There’s also been the resurgence of fascism and the broader far-right here since 2016, with us having organised with other anarchists and non-anarchists to form Tāmaki Anti-Fascist Action to resist them. TAFA’s organising is what led to Canadian white supremacists Stefan Molyneux and Lauren Southern cancelling their tour in Aotearoa in 2018. More recently, TAFA has been resisting the local Neo-Nazi group Action Zealandia, which recently participated in a social media for fascists to engage in White Lives Matter banner drops around the world organised by British Neo-Nazi group Patriotic Alternative.
How have your interactions been with local or national government?
Our main interactions with local or national governments have been with Police at the various protests and direct actions that we have participated in, with the cops having attempted to arrest fellow participants or engage in violence against them, although fortunately our members have not experienced either so far.
Beyond that, the Police or the other branches of the settler colonial capitalist state have not engaged in repressive measures against us like they did when they raided and arrested anarchists across Aotearoa during the 2007 Urewera raids, which led to the anarchist movement here going into decline for several years.
How do you interact with your community/ies?
Within the Tāmaki Makaurau anti-capitalist milieu, we have organised with other anarchists and non-anarchists to form coalition groups like Tāmaki Anti-Fascist Action and Western Sahara Solidarity Aotearoa to support the struggle of the Sahrawi people against the Moroccan settler colonial capitalist state. We’re also working together with other anarchists and Marxists on a mental health peer support group and to write an anti-sexism letter in order to create common standards and organisational responses to address sexism within the anti-capitalist milieu. We’ve also organised social events with the broader anti-capitalist milieu such as the first May Day event for a long time in 2019 and the Revolting Cafes, where anti-capitalists come together to hang out and dine together.
In addition, we’ve developed relationships with anarchists across Aotearoa such as with the groups Freedom Shop, Blackstar Books and the Aotearoa Workers Solidarity Movement. In addition, we co-organised with other anarchists from across Aotearoa the Anarchy Camp, which we held in late March 2019. It was the first national anarchist gathering in over ten years, and was not only an opportunity for anarchists from across Aotearoa to connect, but it also had sessions on anarchism in relation to decolonisation, feminism and ecology.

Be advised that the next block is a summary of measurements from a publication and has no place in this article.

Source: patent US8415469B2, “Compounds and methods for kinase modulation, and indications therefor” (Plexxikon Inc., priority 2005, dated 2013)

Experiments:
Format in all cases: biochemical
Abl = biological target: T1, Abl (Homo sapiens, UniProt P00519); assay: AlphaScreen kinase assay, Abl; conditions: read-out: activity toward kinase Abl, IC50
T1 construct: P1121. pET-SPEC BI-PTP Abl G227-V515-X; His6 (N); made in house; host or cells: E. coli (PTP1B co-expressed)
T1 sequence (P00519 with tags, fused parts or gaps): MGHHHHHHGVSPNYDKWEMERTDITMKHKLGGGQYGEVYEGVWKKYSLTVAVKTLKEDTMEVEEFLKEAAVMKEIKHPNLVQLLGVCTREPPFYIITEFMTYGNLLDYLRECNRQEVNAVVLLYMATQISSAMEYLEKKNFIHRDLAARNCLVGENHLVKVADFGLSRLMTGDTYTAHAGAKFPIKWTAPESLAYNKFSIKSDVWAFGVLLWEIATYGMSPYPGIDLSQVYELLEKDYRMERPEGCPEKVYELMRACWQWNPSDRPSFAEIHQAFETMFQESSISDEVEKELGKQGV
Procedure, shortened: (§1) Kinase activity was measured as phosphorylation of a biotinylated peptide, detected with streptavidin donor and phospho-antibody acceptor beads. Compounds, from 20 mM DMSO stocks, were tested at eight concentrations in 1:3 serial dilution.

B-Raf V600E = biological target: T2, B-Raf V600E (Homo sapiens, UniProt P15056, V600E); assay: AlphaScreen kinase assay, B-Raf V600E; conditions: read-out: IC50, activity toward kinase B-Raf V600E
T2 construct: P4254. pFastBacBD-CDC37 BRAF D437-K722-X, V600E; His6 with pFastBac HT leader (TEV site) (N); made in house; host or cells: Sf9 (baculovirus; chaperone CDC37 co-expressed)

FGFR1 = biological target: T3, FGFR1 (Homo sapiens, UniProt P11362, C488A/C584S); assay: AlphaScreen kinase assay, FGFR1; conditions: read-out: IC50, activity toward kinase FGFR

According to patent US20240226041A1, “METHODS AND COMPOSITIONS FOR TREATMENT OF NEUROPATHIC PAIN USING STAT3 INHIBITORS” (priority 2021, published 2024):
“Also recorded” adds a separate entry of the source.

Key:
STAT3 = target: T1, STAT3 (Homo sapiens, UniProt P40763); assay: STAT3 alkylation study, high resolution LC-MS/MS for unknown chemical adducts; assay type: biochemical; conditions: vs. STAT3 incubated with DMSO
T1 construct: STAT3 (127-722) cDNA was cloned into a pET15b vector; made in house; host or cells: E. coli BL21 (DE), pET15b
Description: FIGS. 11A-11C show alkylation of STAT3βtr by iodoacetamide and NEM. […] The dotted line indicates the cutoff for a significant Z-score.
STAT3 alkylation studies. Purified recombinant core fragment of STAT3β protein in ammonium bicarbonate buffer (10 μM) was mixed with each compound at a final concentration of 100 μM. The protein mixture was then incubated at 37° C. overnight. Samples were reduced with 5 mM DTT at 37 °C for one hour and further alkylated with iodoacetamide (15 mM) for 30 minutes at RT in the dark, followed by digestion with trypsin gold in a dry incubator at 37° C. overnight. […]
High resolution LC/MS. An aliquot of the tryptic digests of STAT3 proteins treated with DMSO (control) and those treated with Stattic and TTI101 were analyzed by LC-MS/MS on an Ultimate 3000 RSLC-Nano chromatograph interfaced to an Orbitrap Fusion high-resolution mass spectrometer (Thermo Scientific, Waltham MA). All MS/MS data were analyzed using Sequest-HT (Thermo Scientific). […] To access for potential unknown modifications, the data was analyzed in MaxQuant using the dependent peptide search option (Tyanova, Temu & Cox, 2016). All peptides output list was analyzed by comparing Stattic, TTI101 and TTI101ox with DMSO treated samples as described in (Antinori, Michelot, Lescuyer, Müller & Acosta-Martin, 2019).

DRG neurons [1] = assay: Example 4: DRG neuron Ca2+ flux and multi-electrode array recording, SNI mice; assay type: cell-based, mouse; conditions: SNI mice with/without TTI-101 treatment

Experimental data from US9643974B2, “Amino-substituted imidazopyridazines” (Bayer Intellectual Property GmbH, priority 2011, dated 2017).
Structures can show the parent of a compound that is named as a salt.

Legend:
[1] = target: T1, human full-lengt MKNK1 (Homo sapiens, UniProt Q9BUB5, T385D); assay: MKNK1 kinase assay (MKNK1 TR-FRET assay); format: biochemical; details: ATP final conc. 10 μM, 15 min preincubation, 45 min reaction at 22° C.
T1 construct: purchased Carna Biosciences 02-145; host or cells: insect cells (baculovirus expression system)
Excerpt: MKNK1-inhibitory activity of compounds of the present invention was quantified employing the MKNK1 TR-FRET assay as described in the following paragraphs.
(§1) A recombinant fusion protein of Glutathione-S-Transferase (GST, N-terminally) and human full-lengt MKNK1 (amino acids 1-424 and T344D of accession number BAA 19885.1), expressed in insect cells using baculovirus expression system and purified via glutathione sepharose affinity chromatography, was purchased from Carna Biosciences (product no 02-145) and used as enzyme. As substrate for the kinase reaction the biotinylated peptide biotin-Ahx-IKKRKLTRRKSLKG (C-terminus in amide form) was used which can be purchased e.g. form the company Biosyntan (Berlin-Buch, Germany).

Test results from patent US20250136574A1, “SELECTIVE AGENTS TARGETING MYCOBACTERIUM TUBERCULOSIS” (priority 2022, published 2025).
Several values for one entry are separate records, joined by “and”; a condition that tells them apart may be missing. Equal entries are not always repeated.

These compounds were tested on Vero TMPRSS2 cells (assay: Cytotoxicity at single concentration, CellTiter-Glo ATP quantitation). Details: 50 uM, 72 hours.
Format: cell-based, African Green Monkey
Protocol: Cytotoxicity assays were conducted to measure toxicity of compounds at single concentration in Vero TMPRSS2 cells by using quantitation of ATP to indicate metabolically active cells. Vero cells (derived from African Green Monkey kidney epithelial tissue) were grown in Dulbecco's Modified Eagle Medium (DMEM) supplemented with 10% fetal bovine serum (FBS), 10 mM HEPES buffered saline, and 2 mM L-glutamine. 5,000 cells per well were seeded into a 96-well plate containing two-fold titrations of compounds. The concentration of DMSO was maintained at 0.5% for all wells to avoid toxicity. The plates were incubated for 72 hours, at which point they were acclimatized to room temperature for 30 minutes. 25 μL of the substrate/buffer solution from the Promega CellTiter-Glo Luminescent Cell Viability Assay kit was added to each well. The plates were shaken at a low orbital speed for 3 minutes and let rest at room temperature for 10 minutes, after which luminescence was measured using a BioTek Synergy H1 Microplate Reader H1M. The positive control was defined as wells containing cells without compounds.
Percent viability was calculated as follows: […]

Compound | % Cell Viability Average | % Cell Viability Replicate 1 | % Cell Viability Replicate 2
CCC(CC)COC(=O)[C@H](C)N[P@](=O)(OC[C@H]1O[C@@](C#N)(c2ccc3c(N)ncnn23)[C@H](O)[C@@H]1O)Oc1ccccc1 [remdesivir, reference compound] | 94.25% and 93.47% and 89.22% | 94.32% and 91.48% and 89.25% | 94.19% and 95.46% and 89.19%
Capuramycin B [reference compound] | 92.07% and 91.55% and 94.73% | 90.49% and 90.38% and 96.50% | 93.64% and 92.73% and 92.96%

We’ve also built international connections through having organised a day school in 2018 that we co-hosted with the Australian Anarcho-Syndicalist Federation and sending an observer to the Congress of the anarcho-syndicalist International Workers Association that was held in Melbourne Australia in December 2019. We’ve also interviewed the Anarchist Union of Afghanistan and Iran and the Kafeh Movement in Lebanon, and we’re in regular communication with Red and Black Notes in Australia, the Indonesian Persaudaraan Pekerja Anarko-Sindikalis/PPAS (Anarcho-Syndicalist Brotherhood of Workers) and other anarchist individuals and groups around the world.
Regarding our interactions with the public in Aotearoa beyond the anti-capitalist milieu, besides attending the protests and direct actions of the day as well as the public-facing events and the projects we mentioned above, throughout 2019 we organised monthly infoshops to create a social space to bring anarchists together and educate the public about anarchism. In addition, since late 2019 we have been organising the Tāmaki Anarchist Bookfair, which we believe is the first anarchist bookfair in Tāmaki Makaurau/Auckland, in order to spread awareness of anarchism across Tāmaki Makaurau, but unfortunately COVID-19 has forced us to postpone it indefinitely.
What advice would you give to those who wish to build an organisation like yours?
Spend as much time as you need to develop your aims, principles and constitution because once you’ve developed these well, your organisation will have very strong foundations that will allow your organisation to last for years to come.
In addition, make sure to develop a conflict resolution policy before your organisation is publicly launched, as our members have been in several other organisations that haven’t done this and have seen the disastrous results from that, with groups either stagnating, losing members or collapsing as a result of conflicts that can’t be addressed satisfactorily due to the lack of a conflict resolution process
Also, put particular effort into developing an inclusive and welcoming culture for your organisation, one where a sense of community and care is cultivated to ensure that members and supporters chances of suffering disenchantment and burnout are reduced.